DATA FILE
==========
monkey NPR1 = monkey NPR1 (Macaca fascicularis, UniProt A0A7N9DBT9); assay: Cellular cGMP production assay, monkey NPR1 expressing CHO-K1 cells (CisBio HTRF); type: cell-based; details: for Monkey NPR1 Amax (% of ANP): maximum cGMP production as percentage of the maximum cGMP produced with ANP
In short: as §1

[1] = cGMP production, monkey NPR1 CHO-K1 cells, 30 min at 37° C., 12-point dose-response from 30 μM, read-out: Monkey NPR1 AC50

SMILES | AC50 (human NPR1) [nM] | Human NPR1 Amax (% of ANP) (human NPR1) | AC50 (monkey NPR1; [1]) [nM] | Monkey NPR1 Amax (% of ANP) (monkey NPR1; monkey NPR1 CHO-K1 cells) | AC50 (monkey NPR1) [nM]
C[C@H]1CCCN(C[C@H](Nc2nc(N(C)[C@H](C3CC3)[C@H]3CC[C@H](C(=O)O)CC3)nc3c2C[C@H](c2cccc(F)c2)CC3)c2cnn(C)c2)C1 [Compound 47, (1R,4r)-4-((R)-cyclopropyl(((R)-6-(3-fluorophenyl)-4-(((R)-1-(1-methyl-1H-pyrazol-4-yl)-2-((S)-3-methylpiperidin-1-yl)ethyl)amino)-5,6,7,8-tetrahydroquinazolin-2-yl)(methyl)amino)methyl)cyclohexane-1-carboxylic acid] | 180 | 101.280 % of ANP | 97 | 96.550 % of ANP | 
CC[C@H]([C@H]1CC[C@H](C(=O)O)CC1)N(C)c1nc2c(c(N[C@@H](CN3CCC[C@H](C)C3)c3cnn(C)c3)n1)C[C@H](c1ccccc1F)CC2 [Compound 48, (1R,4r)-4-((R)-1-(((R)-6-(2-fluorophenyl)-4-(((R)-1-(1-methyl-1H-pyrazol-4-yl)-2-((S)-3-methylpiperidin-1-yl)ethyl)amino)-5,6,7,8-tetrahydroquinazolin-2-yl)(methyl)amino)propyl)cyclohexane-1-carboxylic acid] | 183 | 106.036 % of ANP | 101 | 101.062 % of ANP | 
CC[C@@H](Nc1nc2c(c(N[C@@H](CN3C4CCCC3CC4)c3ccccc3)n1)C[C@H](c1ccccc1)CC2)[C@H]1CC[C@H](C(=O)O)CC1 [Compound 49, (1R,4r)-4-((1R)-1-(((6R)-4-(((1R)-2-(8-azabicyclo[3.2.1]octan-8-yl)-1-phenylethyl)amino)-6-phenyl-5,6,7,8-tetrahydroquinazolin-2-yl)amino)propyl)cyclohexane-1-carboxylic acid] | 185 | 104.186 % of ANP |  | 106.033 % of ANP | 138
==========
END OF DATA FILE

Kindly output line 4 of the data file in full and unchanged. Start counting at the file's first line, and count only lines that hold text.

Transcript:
SMILES | AC50 (human NPR1) [nM] | Human NPR1 Amax (% of ANP) (human NPR1) | AC50 (monkey NPR1; [1]) [nM] | Monkey NPR1 Amax (% of ANP) (monkey NPR1; monkey NPR1 CHO-K1 cells) | AC50 (monkey NPR1) [nM]